We must protect the Great Lakes
We recognize with gratitude the aid our government has given to help halt Asian carp from harming the Great Lakes. They must continue to do everything in their power to prevent carp from destroying the fisheries economy and ecology of the earth’s largest freshwater ecosystem. They are installing an additional electrical barrier in the Chicago Sanitary and Ship Canal, with plans to build the Brandon Road Lock and Dam, 50 miles downstream from Lake Michigan.
We must also address our nationwide crisis
Crucial to resolving the Asian carp crisis is a sustainable solution that not only protects the Great Lakes, but also directly tackles the continued destruction that Asian carp impose on native habits and lives throughout the Mississippi River Basin, and our country.
“The potential impacts of Asian carp to Mississippi’s native fish species, as well as our country’s aquatic resources, are of great concern. These species are now firmly established in the Mississippi River and in river systems and lakes in the Delta region of Mississippi. We recognize that commercial harvest of Asian carp is currently the most viable way to manage and control these populations,” states Larry Pugh, Fisheries Bureau Director, Mississippi Department of Wildlife, Fisheries & Parks.
For the past five years, Chef Philippe Parola and his Silverfin™ Group have been working on the only solution that can effectively manage Asian carp’s ever worsening threat to our native habitats and lives: commercial harvest for human consumption in domestic markets.
“The potential impacts of Asian carp to Mississippi’s native fish species, as well as our country’s aquatic resources, are of great concern. These species are now firmly established in the Mississippi River and in river systems and lakes in the Delta region of Mississippi. We recognize that commercial harvest of Asian carp is currently the most viable way to manage and control these populations,”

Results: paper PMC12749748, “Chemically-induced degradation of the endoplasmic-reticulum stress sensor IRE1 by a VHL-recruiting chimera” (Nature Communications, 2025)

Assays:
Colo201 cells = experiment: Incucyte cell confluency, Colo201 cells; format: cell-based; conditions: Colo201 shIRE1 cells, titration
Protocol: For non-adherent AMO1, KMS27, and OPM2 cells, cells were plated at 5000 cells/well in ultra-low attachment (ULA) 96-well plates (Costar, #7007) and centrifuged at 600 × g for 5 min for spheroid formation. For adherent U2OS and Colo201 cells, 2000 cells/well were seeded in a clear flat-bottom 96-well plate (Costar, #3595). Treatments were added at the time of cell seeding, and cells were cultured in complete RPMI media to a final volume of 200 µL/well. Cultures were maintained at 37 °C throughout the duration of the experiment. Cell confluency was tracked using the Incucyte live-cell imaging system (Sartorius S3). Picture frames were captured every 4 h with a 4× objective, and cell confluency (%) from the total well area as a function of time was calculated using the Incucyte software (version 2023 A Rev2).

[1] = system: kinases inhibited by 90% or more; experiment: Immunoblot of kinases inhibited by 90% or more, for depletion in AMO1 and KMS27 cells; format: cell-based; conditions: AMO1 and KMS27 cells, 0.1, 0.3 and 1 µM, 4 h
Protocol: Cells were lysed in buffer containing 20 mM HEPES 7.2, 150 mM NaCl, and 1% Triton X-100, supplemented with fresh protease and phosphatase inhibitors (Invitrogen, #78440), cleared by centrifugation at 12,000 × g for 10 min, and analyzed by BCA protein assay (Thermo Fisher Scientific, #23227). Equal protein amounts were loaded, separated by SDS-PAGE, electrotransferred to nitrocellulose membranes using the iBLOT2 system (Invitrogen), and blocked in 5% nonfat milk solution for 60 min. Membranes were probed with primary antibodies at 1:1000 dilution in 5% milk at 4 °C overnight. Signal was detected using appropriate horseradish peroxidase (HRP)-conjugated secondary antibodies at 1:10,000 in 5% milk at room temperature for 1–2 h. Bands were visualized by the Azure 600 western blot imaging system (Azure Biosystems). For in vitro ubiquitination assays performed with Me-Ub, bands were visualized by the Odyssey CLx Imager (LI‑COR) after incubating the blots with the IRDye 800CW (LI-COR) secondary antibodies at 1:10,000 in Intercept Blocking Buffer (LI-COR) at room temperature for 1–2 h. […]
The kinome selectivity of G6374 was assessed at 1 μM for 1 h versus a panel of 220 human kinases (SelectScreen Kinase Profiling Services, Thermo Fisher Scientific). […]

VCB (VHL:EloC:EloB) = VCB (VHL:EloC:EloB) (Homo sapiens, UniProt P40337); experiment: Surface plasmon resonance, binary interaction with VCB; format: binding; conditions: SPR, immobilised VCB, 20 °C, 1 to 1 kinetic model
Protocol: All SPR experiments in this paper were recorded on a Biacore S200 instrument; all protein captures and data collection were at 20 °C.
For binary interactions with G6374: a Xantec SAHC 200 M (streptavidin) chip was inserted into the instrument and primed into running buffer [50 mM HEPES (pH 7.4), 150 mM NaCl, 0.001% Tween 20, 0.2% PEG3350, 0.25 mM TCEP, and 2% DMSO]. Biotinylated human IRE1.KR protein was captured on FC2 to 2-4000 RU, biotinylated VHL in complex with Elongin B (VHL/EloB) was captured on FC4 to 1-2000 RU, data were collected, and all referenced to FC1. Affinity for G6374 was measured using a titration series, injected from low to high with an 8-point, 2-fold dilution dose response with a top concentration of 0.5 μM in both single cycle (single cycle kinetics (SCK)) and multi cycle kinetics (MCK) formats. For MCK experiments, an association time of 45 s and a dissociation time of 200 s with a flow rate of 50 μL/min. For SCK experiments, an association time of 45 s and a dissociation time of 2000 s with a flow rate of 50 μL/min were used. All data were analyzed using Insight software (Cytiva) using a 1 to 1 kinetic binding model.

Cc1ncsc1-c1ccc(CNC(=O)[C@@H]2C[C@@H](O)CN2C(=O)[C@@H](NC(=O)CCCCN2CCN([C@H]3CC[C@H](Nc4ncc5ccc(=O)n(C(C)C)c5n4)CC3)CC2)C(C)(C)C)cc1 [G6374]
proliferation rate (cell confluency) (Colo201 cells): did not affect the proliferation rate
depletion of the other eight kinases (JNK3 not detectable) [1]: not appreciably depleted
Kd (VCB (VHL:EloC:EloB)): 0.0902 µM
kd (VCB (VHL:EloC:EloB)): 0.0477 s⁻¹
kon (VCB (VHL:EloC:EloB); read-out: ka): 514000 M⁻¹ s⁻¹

“The time has come to “Ask not what your country can do for you, ask what you can do for your country.” – President John F. Kennedy, during his inaugural address.
We must get Asian carp out of the water and onto the plate! We must transform these wild caught fish into value added food products for our country – natural, safe, affordable, delicious nutritious products with the palate pleasing name Silverin™. This is the only way to greatly reduce the population of Asian carp and manage their ever worsening threat to our native habitats and lives.”
Watch this video featuring Chef Philippe on CBS News: Chef crusades to make carp the catch of the day, Dec 2014
“Asian carp have become a serious threat to the ecological balance of our country’s aquatic resources. Currently, the only viable control for managing this growing invasion is commercial harvest. Chef Philippe Parola’s value added concept has a lot of potential for incentivizing the commercial fishing industry by increasing the value of these fish,” states Mark Oliver, Chief of Fisheries, Arkansas Game and Fish Commission.
Catch this video from The Scientist featuring Clint Carter of Carter’s Fish Market in Springfield, Illinois, catching and preparing Asian carp. Clint has worked side by side with Chef Philippe to promote the edibility of Asian carp at several outdoor events.
Catch this video from Voice of America News featuring Chef Philippe and Chef Tim Creehan as they team up to wet appetites for Asian carp!